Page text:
Both have a limited acquaintance with the world. Mussolini studied and starved in Switzerland, traveled in France and Germany, but except for a conference at Lausanne and visits to the African colonies, this trip to Germany is his first journey outside Italy since he came to power. Hitler campaigned up and down the land for ten years and knows Germany thoroughly, but he has never stepped beyond the German world except to visit Mussolini at Venice. His native Austria he yearns to see incorporated in Germany, and as the movement he heads is subjective, the outgrowth of personal experience, he imagines all Austrians share his feeling. This explains an obsession that will never wholly yield to reason or diplomacy.
The two, in short, are almost complete opposites, but the success of the present meeting hinges not on personal attraction. The political picture has changed drastically in three years, largely through the separate operations of these two men. Since Venice Mussolini has conquered Ethiopia, widened his orbit in the Mediterranean, become the chief backer of Insurgent Spain, and by these extensions of power alarmed and alienated Italy's former allies. Hitler has smashed the Versailles system, destroyed France's protective zone on the Rhine, recreated an armed Germany, and by this aggressive comeback has upset the balance of Europe and still further isolated the Reich.
So far the two dictators have not acted together except in Spain. They have not pursued common policies. They were divided by Austria, by antagonistic interests in the Balkans, by dissatisfied German minority in the Italian Tyrol, by Italian fears of German intrusion in the Middle Sea, by rooted German resentment of Italy's switch to the enemy in the World War, by the Stresa front, by memories of the past, rivalries in the present, dread of the future—by everything, in fact, that separates one people from another.
As late as last year Mussolini could agree that "the worst thing that ever happened to fascism was Hitler." Until the end of the Ethiopian war the National Socialist Government could refer to the Italian adventure in scathing and contemptuous terms. The Germans would not join the League in sanctions, but the Nazis were too bitter over Austria at the time to lift a finger to help Italy. One of the paradoxes of sanctions was that the Italians could get more supplies from Russia and England than from Germany.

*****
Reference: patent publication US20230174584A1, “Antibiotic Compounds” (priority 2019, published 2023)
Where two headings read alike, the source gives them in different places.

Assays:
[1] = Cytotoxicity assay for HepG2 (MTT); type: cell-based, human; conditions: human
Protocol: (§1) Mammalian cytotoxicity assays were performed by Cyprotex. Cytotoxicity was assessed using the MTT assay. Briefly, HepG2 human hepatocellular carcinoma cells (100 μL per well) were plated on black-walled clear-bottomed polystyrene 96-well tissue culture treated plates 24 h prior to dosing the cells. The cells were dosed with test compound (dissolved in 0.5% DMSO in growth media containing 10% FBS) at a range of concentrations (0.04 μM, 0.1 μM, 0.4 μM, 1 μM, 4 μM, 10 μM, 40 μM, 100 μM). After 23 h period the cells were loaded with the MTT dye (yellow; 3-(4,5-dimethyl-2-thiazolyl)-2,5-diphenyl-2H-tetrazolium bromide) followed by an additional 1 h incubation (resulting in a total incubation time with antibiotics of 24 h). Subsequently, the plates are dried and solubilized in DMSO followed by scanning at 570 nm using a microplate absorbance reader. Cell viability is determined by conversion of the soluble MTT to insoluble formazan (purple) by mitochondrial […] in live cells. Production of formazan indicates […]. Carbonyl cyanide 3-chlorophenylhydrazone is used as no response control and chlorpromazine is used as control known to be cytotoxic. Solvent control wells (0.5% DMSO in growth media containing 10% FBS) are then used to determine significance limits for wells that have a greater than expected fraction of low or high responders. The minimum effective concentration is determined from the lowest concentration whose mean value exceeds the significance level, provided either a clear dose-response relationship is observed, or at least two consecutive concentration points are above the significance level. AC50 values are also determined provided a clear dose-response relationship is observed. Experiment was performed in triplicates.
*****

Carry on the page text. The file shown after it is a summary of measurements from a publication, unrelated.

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The archaeological and sentimental love of Germans for Italy, its monuments, its climate and its mellow beauty does not extend to the living Italians cluttering up the classic landscape. The liking of Italians to Germans is almost wholly commercial; they welcome the "Tedeschi" as tourists and traders. Even the two systems of government admire one another with large reservations. Italy and Germany are two fundamentally unsympathetic nations whose fate is always to be drawn together until some crucial emergency as invariably tears them apart.
Today they are drawn together by a common isolation. Mussolini and Hitler are at once more powerful and more isolated than when they quarreled over Austria. Otherwise the purely strategic line they have drawn from Rome to Berlin would revolve in a vacuum. Unless one or the other finds another friend, this is one of the moments when the immediate advantages of hanging together far outweigh considerations based on a permanent conflict of interest.
The journey over the Brenner is meant to emphasize that fact. But Mussolini must have smiled as he passed from the Italian guard lined up on one side of the little intervening strip of Austria and was met by the stalwarts of Hitler's guard on the other. In the speech in Sicily last month he reaffirmed the strength of the Rome-Berlin axis and gave a most conciliatory response to Mr. Chamberlain's proffer of friendship. Also, he made another statement, perhaps more significant. He said that there were 100,000 Alpine troops on the Brenner and that if necessary the entire Italian infantry would be mobilized on that frontier. This reference to Nazi agitation among the 250,000 Germans of the Upper Adige, as persistent as in Austria, Denmark or Czechoslovakia, was not reported in the American press. It was headlined in Paris, however, and could not have been lost on Berlin.
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Austria is bound to loom large in the background if not in the foreground of the conversations in Berlin. Austria is the touchstone of the reality of the Rome-Berlin axis. If the dependence of the two powers on one another at this moment is such that they can agree on a formula for Austria, then a new European platform is in the making. And that implies easing the tension between Berlin and another Rome, as powerful and persistent in its fashion as Mussolini's—the Rome of the Vatican. It is significant that on the eve of the Duce's visit the Pope has issued a thunderous prophecy of violent persecution of the church in Germany. It reads almost like a warning to Italy against entering an anti-Bolshevist alliance with a Government that encourages a Bolshevist attitude toward religion.
The dialogue is bound to reveal how tenuous is the natural affinity between the dictators as men and the nations as nations. The inherent weakness of the partnership is that it does not develop from within but as the result of pressure from without. It is essentially artificial. It depends largely on the attitude of Paris and London. And on forces more real than ideological bonds or political considerations. As the two corporals of the last war review the new German Army they may look back as well as ahead. If they do they will remember that alliances of convenience usually end in divorce.